In Australia our financial year is from 1 July to 30 June. If you need to work with days elapsed or days remaining in the financial year you can use a few formulas to do the calculations for you.
When working with days you can use the DATE function to calculate to correct financial year start and end, based on the date itself. The image below shows the results. A file with the examples can be downloaded from a link at the bottom of the post.
The formula in cell B2 is
The DATE function syntax has three arguments.
DATE(Year, Month, Day)
The three arguments all need to be values, or text that can be converted to values.
To calculate the end of the financial year for a date we can hard key the Month (6) and Day (30) as we know what they are. We don’t know what the year should be, but we can calculate it based on the date.
Calculating the year
I have used a logical calculation to determine the year to use. You could have used an IF function but logical calculations are often shorter and quicker. The section of the formula that calculates the year is:
We take the year from the date in A2 and then need to figure out if we need to add one to it for the financial year end. Month numbers that are greater than 6 (July to December) need to have the one added. The part of the formula that determines whether to add one is:
The logical test between the parentheses is usually seen in an IF function, but you can use it separately to return a TRUE or FALSE. When the month number is above 6 it will return TRUE, otherwise it will return FALSE.
In Excel TRUE = 1 and FALSE = 0. By multiplying by 1 you convert TRUE into 1 and FALSE into 0. When you multiple by TRUE, or 1, you don’t change the value. When you multiply by FALSE, or zero, you zero the number.
Hence, when the month number is above 6 it will add 1 to the year, otherwise the year is left unchanged.
So the DATE function is used to calculate the end of the financial year and then subtract the date in A2 from it to calculate how many days remain in the financial year.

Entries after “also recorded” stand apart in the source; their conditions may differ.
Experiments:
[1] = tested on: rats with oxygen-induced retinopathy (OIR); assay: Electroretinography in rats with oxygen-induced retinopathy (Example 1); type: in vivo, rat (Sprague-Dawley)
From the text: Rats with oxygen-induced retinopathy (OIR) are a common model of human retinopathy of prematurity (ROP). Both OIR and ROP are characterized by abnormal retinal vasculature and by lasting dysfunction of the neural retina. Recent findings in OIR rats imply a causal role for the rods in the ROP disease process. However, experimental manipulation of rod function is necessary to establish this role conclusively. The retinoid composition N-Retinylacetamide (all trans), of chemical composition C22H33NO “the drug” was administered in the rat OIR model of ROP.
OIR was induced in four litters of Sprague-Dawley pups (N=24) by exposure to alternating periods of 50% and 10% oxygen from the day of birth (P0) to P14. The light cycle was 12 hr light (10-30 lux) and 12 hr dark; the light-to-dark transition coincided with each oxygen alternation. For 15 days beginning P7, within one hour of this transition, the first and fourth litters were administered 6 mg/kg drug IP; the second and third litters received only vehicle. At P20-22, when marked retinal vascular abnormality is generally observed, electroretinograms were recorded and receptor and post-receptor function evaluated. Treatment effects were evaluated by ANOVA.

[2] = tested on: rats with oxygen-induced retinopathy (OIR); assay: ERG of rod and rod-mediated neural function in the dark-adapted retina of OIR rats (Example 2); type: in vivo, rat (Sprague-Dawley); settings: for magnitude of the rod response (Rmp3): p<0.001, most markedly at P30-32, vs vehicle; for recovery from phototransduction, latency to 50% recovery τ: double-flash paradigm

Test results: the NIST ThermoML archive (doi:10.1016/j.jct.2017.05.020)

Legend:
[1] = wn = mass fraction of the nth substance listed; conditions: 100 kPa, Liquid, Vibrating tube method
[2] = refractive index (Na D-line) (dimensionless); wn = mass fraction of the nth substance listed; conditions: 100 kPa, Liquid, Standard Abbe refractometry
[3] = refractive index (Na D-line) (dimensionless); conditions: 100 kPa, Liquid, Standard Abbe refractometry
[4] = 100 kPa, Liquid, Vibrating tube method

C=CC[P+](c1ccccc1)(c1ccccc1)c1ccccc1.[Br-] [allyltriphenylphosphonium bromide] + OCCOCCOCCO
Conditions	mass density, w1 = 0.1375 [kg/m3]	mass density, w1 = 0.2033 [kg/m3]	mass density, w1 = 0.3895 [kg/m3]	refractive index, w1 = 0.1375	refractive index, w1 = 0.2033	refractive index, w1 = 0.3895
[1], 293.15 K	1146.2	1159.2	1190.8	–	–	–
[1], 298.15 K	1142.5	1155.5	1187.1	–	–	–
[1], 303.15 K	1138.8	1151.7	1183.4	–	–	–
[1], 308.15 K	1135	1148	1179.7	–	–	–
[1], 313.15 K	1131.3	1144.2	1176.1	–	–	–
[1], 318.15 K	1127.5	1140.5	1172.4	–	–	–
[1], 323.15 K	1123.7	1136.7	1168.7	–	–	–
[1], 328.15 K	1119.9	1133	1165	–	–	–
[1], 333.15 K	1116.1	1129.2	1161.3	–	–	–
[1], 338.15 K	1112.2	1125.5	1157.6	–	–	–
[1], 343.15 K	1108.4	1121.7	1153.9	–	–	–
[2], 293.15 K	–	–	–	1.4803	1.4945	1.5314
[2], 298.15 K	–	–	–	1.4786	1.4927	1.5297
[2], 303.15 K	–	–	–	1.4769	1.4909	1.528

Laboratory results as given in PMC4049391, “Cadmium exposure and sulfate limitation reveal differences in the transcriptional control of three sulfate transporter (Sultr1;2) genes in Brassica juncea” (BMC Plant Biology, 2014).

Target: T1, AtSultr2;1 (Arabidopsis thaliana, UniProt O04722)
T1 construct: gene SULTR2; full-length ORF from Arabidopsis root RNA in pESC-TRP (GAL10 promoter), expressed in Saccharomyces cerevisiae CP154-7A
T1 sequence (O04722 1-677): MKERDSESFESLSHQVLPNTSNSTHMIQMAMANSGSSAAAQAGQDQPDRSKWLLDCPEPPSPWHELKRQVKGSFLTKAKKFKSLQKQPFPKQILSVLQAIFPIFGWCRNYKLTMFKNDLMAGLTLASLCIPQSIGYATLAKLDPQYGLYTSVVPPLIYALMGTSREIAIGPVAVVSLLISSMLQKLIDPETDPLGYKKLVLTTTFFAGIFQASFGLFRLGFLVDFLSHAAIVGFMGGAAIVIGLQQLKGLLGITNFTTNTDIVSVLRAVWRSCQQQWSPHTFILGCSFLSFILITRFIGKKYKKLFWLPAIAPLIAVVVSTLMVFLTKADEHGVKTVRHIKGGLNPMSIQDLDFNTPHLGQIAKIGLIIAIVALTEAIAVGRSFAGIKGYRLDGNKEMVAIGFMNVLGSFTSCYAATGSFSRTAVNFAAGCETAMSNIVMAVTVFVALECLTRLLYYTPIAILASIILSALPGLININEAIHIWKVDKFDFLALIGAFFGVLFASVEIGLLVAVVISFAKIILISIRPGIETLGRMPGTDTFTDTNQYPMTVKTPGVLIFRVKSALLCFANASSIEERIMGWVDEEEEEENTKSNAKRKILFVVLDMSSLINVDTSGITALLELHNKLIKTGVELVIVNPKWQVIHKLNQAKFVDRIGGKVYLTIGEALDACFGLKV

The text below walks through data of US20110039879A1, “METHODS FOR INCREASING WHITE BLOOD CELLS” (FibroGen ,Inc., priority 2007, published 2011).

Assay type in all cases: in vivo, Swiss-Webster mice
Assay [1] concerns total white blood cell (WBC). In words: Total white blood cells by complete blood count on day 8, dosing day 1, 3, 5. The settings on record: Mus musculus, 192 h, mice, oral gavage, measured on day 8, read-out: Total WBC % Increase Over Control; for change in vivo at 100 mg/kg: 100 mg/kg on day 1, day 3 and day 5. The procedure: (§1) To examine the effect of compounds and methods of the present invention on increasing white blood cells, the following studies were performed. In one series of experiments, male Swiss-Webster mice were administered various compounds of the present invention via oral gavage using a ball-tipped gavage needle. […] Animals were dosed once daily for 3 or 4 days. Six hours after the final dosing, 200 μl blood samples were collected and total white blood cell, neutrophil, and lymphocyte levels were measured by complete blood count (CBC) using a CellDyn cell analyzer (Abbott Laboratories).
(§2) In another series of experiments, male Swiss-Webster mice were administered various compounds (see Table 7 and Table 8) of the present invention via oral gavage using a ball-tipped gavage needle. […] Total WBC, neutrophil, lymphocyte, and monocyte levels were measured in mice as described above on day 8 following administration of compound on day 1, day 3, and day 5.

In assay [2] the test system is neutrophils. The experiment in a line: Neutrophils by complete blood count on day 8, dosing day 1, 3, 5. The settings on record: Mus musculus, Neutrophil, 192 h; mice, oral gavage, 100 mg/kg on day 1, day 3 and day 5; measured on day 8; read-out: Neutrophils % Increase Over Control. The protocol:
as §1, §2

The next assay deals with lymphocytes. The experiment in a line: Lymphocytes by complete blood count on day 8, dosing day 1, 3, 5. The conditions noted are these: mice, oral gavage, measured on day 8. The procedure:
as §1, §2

We can use a similar formula to calculate how many days have elapsed in the financial year. The formula in C2 is:
This needs to decide whether to deduct a year from the current date to determine the starting year number for first day of the financial year.
Note: one is added because it finds the difference in days and not elapsed days. Elapsed days need to include the current day as well. Eg if you calculated the number of days from 4 July 2014 it would return 3 (4 minus 1) but in effect there are 4 days elapsed, hence one is added.
Weekdays and Workdays
You can use the above beginning and end dates to calculate how many workdays and weekdays remaining and elapsed. The function used in the NETWORKDAYS function. Its syntax is
The Holidays _Range is optional and is a list of dates to exclude as workdays. If excluded, the result is weekdays between two dates. The result is inclusive – both the start and end dates are included in the result.
The image below shows weekday calculations.
The formula for cell B2 is:
One is deducted because it calculates inclusive results and we want exclusive – the date is not to be included as one of the days.
The formula for C2 is:
For elapsed we want an inclusive calculation.
The workday formulas are the same as the weekday calculations above, but with an added range holding the public holidays. As per the image below.
The formula in B2 is:
The formula in C2 is:
The file with the example can be downloaded below